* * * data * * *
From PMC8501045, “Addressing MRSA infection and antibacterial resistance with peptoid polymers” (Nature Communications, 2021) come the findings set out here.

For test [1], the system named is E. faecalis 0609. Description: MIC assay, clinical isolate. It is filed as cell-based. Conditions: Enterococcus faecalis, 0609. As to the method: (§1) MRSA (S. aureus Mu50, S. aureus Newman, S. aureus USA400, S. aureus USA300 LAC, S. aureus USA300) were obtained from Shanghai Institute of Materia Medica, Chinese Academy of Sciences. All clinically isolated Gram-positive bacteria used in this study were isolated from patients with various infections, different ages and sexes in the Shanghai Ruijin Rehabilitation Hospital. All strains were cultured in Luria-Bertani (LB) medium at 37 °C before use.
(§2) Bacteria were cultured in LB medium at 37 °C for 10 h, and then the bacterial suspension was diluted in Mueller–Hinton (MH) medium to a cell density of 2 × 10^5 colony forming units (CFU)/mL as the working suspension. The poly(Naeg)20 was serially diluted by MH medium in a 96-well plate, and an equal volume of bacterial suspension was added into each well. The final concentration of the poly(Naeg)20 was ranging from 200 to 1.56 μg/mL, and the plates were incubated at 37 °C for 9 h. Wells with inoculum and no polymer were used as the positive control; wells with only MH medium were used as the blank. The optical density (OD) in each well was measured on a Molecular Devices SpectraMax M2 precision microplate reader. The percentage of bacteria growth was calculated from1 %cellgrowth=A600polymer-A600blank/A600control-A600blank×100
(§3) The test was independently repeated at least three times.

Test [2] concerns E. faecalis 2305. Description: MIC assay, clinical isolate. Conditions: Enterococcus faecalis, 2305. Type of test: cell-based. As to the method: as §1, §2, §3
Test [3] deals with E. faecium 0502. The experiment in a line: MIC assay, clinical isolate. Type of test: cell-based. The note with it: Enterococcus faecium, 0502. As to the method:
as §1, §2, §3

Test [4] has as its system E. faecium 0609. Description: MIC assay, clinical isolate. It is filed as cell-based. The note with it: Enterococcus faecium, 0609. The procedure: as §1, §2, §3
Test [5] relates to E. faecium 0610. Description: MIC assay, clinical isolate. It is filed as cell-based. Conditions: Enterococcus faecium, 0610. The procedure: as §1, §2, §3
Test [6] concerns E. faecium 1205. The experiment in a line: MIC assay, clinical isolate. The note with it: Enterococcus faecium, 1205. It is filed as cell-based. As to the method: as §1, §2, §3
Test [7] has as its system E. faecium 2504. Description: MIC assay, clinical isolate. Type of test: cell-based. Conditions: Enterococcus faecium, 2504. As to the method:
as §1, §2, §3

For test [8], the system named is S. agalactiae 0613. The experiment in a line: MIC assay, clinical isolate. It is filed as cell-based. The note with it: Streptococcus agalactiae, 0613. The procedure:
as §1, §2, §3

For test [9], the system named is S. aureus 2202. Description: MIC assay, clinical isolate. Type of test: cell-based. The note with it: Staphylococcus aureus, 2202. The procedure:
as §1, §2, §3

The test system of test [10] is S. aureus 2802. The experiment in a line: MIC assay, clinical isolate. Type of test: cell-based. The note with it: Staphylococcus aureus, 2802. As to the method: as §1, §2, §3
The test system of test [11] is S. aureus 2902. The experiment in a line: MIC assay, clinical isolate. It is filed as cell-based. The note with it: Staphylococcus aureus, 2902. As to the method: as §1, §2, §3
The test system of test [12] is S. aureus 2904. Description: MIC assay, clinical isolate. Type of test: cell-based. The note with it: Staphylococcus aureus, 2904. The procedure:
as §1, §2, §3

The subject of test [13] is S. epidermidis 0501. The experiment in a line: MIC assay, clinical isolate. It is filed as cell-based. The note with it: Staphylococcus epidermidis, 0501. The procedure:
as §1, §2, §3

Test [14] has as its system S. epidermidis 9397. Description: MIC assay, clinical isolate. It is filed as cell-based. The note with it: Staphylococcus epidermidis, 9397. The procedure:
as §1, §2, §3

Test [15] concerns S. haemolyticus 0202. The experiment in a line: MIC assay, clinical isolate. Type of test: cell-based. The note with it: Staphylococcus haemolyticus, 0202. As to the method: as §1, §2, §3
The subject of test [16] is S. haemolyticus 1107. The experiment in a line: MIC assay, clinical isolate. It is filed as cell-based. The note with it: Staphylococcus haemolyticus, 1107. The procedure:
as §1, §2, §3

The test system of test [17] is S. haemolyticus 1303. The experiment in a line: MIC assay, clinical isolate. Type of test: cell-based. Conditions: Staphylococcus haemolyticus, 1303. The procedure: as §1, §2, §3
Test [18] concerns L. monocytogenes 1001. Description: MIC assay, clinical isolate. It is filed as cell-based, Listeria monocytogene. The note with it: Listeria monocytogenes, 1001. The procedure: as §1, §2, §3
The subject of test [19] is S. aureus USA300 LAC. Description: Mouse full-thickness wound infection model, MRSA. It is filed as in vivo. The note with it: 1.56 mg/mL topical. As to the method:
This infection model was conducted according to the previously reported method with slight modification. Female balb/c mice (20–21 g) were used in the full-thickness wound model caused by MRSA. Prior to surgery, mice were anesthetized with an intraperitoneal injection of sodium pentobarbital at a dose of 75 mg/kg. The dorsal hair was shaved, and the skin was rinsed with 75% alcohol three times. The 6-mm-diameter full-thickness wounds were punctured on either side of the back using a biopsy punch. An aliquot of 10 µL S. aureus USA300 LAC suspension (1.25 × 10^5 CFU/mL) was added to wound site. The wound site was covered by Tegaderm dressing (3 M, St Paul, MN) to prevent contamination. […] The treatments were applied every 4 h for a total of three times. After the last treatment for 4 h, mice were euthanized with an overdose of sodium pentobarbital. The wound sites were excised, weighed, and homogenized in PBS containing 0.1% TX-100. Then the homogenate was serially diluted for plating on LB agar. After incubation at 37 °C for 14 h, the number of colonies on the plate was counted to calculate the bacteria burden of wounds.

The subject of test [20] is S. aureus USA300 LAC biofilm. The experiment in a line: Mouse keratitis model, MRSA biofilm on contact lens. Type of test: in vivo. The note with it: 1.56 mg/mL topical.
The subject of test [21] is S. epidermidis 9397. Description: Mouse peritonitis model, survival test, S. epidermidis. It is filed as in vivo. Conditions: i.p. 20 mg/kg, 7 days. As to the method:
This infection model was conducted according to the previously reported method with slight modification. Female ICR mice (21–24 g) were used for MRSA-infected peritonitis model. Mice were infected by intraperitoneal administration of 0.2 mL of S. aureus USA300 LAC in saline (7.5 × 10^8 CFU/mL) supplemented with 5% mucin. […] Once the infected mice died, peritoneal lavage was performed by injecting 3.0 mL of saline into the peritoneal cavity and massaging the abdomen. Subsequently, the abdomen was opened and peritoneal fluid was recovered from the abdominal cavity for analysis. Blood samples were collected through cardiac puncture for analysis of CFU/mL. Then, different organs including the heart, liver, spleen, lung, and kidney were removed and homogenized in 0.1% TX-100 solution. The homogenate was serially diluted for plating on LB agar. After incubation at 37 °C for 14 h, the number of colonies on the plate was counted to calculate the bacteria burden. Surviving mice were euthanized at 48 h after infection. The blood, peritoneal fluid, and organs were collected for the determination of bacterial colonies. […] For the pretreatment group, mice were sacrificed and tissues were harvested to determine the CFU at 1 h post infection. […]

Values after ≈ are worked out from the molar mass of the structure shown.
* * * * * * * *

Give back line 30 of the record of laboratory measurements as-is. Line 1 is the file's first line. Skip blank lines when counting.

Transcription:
The subject of test [19] is S. aureus USA300 LAC. Description: Mouse full-thickness wound infection model, MRSA. It is filed as in vivo. The note with it: 1.56 mg/mL topical. As to the method: